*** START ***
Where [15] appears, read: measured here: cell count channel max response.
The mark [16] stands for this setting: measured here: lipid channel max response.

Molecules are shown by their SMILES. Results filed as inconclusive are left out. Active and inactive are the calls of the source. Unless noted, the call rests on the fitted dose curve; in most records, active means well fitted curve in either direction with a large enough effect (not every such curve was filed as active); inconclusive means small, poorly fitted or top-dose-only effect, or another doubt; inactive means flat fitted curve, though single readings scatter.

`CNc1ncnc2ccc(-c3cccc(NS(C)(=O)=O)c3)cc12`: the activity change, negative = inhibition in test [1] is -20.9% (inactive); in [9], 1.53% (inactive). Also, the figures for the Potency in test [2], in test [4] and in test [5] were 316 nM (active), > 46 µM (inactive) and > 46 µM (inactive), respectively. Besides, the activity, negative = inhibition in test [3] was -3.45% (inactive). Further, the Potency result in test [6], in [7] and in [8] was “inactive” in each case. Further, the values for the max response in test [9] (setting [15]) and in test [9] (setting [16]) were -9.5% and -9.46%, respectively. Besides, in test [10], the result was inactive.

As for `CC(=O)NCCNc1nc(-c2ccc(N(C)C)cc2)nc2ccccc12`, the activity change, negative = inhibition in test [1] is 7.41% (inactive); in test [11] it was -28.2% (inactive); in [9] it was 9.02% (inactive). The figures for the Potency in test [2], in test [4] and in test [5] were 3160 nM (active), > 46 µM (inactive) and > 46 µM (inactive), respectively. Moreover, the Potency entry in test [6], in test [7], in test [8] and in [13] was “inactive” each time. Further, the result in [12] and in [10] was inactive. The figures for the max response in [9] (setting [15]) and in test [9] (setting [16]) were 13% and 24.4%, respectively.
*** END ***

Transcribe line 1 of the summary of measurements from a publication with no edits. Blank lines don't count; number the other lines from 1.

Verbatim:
Where [15] appears, read: measured here: cell count channel max response.